Alzheimer’s disease and related dementias


Behavioral and Psychological Symptoms of Dementia


Reach One Touch One Ministries


Village health teams


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We thank the caregivers who participated in this study, VHTs Edward Akatukwasa and Turyahebwa Enock, field assistants Brendah Kyomugisha and Arinda Ritah for assistance in mobilizing participants and research Assistants Martin Beyendeza, and Esther Susan Kanyunyuzi.


The research reported in this publication was supported by Mbarara University of Science and Technology, Faculty of medicine Seed grant.

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Authors and Affiliations



JO participation conception and design the study, collected the data, analyzed the data, interpreted the data and drafted the manuscript. KR participated in the conception and design of the study, data collection and review of the manuscript. MM participated in the design of the study and review of the manuscript. PM participated in data collection, data analysis and draft of the manuscript. GZR participated in conception and design of the study, supervision and manuscript review. KA and VM reviewed the manuscript. SN participated in design of the study, data collection and review of the manuscript. All authors read and approved the final manuscript.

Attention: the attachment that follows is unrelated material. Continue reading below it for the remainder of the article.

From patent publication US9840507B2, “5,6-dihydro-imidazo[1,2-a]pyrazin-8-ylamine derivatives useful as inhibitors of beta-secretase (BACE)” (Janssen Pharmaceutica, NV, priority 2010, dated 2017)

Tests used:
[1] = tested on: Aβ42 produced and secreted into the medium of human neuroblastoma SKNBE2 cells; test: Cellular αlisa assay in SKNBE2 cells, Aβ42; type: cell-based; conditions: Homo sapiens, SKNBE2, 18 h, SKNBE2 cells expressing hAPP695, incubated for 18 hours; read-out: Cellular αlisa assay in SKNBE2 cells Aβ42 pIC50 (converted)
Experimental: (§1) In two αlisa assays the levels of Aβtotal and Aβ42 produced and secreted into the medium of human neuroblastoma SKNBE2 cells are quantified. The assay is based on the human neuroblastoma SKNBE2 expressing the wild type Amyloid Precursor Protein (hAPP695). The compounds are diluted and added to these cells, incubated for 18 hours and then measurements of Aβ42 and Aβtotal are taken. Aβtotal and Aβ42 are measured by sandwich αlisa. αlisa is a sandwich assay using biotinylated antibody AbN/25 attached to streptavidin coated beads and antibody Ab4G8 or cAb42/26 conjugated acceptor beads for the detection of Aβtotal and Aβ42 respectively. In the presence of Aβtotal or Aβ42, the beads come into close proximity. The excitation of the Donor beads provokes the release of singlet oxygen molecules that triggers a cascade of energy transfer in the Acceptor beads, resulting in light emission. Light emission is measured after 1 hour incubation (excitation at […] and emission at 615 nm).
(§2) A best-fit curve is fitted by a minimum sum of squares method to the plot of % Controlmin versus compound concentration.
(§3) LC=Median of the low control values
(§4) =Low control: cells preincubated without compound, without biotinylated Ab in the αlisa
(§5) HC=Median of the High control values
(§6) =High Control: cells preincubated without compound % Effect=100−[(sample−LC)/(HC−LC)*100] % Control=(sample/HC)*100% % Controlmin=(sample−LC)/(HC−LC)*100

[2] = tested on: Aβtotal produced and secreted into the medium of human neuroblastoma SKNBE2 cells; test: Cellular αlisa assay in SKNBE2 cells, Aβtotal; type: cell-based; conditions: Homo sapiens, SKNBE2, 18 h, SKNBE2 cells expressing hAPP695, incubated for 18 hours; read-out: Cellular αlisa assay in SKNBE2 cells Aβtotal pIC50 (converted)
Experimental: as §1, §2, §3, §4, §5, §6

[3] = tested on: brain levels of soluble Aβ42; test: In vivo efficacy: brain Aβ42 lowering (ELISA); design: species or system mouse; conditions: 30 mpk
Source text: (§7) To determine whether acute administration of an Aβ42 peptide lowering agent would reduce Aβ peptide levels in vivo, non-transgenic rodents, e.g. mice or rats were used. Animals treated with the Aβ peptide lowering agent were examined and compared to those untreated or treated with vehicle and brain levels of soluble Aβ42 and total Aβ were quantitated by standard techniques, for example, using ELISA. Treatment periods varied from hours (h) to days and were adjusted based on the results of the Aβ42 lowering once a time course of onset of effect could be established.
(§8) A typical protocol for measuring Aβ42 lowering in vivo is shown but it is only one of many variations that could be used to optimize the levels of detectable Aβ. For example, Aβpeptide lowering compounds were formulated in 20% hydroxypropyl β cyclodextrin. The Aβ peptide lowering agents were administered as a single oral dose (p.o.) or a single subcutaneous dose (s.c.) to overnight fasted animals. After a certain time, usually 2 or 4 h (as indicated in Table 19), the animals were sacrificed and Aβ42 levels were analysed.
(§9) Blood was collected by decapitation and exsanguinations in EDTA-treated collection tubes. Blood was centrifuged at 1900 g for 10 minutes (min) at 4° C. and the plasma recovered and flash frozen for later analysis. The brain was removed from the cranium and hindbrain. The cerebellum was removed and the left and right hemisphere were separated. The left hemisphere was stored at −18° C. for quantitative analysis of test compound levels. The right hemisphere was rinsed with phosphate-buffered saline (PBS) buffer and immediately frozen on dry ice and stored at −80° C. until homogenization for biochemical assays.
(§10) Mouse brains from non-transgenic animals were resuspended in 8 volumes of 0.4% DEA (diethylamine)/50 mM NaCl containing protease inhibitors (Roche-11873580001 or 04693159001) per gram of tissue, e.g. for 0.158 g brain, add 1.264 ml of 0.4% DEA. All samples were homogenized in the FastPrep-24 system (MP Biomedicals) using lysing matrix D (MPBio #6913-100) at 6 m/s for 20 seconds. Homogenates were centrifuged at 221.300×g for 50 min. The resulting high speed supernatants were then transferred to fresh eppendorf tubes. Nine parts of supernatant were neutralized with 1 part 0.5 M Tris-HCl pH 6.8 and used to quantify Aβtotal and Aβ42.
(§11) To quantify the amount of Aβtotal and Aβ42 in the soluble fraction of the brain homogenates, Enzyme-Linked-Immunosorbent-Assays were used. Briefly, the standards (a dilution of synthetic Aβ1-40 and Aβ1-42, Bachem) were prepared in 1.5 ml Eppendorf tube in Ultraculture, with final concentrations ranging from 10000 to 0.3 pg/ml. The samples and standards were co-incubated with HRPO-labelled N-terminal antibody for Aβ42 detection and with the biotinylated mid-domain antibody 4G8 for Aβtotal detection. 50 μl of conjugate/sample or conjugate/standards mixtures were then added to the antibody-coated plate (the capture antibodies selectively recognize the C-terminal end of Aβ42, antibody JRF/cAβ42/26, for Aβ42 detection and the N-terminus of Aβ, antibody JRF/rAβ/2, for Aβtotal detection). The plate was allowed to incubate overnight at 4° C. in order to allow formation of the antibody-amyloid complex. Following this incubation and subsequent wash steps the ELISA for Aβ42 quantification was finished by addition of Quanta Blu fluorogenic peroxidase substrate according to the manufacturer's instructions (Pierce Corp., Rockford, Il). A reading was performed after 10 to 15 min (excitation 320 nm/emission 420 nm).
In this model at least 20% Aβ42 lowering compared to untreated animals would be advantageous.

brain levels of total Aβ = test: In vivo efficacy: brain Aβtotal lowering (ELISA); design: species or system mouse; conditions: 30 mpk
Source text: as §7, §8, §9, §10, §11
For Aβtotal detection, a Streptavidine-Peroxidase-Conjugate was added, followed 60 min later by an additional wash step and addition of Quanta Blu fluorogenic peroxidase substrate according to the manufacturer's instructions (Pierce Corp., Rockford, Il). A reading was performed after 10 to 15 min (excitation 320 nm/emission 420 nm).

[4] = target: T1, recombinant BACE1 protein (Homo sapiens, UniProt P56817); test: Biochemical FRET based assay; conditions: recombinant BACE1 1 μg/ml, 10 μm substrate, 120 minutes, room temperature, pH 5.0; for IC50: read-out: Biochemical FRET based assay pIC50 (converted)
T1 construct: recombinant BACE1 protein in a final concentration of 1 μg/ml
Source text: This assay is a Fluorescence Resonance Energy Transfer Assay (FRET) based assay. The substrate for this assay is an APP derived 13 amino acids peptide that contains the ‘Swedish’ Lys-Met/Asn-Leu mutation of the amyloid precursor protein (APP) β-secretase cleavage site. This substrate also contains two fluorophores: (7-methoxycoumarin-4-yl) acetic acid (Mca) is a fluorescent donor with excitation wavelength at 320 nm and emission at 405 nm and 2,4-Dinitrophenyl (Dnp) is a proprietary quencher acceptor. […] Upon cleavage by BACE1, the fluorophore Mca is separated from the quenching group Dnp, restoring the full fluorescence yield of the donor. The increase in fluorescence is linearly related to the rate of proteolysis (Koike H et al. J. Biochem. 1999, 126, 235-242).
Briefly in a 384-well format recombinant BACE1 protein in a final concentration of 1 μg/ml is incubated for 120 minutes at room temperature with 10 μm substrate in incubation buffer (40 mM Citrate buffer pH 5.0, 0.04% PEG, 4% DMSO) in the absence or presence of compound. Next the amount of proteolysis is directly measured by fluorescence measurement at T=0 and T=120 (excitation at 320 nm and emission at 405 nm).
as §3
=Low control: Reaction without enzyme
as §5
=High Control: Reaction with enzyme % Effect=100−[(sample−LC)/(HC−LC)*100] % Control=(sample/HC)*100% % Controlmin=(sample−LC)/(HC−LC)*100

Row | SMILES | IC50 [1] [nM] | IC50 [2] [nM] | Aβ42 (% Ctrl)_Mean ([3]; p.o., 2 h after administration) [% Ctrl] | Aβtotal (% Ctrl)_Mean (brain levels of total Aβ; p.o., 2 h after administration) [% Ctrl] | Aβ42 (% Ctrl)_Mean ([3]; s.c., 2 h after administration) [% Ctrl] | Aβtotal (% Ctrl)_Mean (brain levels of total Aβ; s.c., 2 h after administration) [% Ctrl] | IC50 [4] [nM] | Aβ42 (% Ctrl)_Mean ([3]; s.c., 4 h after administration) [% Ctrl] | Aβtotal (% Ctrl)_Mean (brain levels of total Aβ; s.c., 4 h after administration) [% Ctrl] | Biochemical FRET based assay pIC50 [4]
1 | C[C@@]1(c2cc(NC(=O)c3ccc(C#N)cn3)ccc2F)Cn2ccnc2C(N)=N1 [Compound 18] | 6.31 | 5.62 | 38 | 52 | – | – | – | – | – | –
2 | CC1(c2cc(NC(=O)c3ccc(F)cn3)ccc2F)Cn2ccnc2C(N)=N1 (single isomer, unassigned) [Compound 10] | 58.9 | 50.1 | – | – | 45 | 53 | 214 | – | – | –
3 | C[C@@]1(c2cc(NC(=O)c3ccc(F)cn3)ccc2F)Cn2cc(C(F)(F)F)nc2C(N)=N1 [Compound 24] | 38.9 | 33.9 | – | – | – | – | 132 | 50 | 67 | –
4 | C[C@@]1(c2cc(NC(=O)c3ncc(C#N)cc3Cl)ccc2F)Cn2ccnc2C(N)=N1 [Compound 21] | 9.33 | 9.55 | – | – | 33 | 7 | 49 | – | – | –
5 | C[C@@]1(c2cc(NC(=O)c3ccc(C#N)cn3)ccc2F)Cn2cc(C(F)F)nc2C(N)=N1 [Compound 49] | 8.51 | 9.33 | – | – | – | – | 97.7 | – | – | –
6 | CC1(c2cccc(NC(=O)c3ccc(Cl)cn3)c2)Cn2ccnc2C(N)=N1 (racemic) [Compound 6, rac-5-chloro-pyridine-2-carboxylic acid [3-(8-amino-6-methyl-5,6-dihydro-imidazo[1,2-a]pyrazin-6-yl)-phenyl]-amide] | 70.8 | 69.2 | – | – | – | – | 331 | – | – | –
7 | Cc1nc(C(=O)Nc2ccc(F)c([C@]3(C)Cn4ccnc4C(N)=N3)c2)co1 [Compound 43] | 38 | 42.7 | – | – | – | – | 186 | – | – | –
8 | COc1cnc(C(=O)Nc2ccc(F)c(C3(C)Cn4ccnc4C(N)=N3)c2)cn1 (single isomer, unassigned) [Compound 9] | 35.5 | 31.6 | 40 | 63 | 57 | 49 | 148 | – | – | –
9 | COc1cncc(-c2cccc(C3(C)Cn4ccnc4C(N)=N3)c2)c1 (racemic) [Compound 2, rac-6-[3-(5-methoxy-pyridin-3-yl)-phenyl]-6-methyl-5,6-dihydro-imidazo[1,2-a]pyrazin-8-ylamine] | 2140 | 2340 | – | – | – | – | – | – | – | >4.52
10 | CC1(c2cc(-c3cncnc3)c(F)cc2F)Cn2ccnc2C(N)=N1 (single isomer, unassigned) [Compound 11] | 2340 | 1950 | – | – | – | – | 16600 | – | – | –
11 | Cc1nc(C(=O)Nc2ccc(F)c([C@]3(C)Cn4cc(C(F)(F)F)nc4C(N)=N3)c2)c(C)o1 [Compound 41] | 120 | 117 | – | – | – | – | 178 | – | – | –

Corresponding author

Correspondence to Godfrey Zari Rukundo.

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Ethical approval for the study was obtained from the Mbarara University of Science and Technology Research Ethics Committee (# MUST-2022-4 01). Only those who consented to participate were included in the study. We collected oral and written informed consent from the participants. Participants who did not know how to read and write had the information from the consent form read to them. They were then allowed to indicate their consent with a fingerprint. Each participant was interviewed in a private and quiet setting. All methods in this study were carried out following the Declaration of Helsinki and the guidelines by the Uganda National Council for Science and Technology.

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The authors declare that they had no competing interests

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Owokuhaisa, J., Kamoga, R., Musinguzi, P. et al. Burden of care and coping strategies among informal caregivers of people with behavioral and psychological symptoms of dementia in rural south-western Uganda. BMC Geriatr 23, 475 (2023).